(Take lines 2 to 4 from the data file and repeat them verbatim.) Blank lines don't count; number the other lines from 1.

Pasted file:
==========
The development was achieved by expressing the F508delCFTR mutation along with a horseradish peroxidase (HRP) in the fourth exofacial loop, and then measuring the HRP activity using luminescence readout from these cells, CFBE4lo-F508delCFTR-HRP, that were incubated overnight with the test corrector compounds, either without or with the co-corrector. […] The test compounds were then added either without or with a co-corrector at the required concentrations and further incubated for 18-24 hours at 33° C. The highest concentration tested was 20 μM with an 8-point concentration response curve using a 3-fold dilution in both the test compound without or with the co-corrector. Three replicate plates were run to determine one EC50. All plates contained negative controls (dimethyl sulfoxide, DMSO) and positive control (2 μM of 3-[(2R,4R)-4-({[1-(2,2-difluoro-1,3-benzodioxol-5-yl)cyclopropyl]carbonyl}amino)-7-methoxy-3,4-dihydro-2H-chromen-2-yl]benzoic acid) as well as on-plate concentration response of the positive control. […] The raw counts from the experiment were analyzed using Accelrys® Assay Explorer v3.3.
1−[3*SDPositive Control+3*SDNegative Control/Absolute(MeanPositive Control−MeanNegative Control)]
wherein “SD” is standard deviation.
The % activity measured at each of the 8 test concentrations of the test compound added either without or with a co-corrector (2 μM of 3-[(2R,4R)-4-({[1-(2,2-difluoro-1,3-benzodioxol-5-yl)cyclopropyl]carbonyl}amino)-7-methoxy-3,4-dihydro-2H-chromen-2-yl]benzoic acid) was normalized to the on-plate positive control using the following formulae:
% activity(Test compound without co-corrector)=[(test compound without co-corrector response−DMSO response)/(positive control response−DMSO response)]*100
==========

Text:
1−[3*SDPositive Control+3*SDNegative Control/Absolute(MeanPositive Control−MeanNegative Control)]
wherein “SD” is standard deviation.
The % activity measured at each of the 8 test concentrations of the test compound added either without or with a co-corrector (2 μM of 3-[(2R,4R)-4-({[1-(2,2-difluoro-1,3-benzodioxol-5-yl)cyclopropyl]carbonyl}amino)-7-methoxy-3,4-dihydro-2H-chromen-2-yl]benzoic acid) was normalized to the on-plate positive control using the following formulae: